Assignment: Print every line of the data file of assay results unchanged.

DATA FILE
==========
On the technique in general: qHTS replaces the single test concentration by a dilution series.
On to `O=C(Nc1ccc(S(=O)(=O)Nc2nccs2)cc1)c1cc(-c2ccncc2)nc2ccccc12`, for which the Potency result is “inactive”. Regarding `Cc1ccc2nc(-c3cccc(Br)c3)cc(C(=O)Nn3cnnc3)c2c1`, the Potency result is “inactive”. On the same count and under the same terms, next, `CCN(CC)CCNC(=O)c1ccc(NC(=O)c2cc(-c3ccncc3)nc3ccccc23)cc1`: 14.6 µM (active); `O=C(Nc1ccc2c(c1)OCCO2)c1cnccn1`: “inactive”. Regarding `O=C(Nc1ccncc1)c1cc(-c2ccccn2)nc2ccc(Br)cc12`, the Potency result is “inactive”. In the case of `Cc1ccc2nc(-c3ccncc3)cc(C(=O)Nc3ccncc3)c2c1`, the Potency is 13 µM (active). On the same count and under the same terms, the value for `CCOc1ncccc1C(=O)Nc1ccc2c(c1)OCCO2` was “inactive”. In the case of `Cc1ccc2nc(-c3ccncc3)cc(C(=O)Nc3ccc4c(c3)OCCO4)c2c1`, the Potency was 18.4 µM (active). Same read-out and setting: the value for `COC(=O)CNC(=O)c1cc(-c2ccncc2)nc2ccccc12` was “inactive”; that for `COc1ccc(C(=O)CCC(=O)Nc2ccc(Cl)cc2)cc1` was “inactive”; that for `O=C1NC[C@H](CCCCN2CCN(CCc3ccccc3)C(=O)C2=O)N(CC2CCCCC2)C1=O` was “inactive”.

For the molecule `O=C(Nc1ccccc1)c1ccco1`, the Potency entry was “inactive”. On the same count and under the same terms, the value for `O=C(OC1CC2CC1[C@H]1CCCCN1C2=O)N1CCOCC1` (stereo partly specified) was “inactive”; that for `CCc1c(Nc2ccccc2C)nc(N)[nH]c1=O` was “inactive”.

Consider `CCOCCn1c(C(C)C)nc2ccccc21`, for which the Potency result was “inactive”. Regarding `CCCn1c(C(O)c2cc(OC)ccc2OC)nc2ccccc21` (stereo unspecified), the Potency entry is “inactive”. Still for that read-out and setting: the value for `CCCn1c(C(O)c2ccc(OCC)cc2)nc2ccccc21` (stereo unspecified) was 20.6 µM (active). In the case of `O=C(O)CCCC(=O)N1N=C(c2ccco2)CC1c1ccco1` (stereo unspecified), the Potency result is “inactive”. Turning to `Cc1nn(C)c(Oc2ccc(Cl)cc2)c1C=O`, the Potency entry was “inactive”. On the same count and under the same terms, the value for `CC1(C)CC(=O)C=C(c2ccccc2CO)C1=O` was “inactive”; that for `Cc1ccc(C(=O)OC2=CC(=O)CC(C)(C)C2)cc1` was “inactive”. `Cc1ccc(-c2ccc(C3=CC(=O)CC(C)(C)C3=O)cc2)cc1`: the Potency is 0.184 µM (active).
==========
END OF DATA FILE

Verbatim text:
On the technique in general: qHTS replaces the single test concentration by a dilution series.
On to `O=C(Nc1ccc(S(=O)(=O)Nc2nccs2)cc1)c1cc(-c2ccncc2)nc2ccccc12`, for which the Potency result is “inactive”. Regarding `Cc1ccc2nc(-c3cccc(Br)c3)cc(C(=O)Nn3cnnc3)c2c1`, the Potency result is “inactive”. On the same count and under the same terms, next, `CCN(CC)CCNC(=O)c1ccc(NC(=O)c2cc(-c3ccncc3)nc3ccccc23)cc1`: 14.6 µM (active); `O=C(Nc1ccc2c(c1)OCCO2)c1cnccn1`: “inactive”. Regarding `O=C(Nc1ccncc1)c1cc(-c2ccccn2)nc2ccc(Br)cc12`, the Potency result is “inactive”. In the case of `Cc1ccc2nc(-c3ccncc3)cc(C(=O)Nc3ccncc3)c2c1`, the Potency is 13 µM (active). On the same count and under the same terms, the value for `CCOc1ncccc1C(=O)Nc1ccc2c(c1)OCCO2` was “inactive”. In the case of `Cc1ccc2nc(-c3ccncc3)cc(C(=O)Nc3ccc4c(c3)OCCO4)c2c1`, the Potency was 18.4 µM (active). Same read-out and setting: the value for `COC(=O)CNC(=O)c1cc(-c2ccncc2)nc2ccccc12` was “inactive”; that for `COc1ccc(C(=O)CCC(=O)Nc2ccc(Cl)cc2)cc1` was “inactive”; that for `O=C1NC[C@H](CCCCN2CCN(CCc3ccccc3)C(=O)C2=O)N(CC2CCCCC2)C1=O` was “inactive”.

For the molecule `O=C(Nc1ccccc1)c1ccco1`, the Potency entry was “inactive”. On the same count and under the same terms, the value for `O=C(OC1CC2CC1[C@H]1CCCCN1C2=O)N1CCOCC1` (stereo partly specified) was “inactive”; that for `CCc1c(Nc2ccccc2C)nc(N)[nH]c1=O` was “inactive”.

Consider `CCOCCn1c(C(C)C)nc2ccccc21`, for which the Potency result was “inactive”. Regarding `CCCn1c(C(O)c2cc(OC)ccc2OC)nc2ccccc21` (stereo unspecified), the Potency entry is “inactive”. Still for that read-out and setting: the value for `CCCn1c(C(O)c2ccc(OCC)cc2)nc2ccccc21` (stereo unspecified) was 20.6 µM (active). In the case of `O=C(O)CCCC(=O)N1N=C(c2ccco2)CC1c1ccco1` (stereo unspecified), the Potency result is “inactive”. Turning to `Cc1nn(C)c(Oc2ccc(Cl)cc2)c1C=O`, the Potency entry was “inactive”. On the same count and under the same terms, the value for `CC1(C)CC(=O)C=C(c2ccccc2CO)C1=O` was “inactive”; that for `Cc1ccc(C(=O)OC2=CC(=O)CC(C)(C)C2)cc1` was “inactive”. `Cc1ccc(-c2ccc(C3=CC(=O)CC(C)(C)C3=O)cc2)cc1`: the Potency is 0.184 µM (active).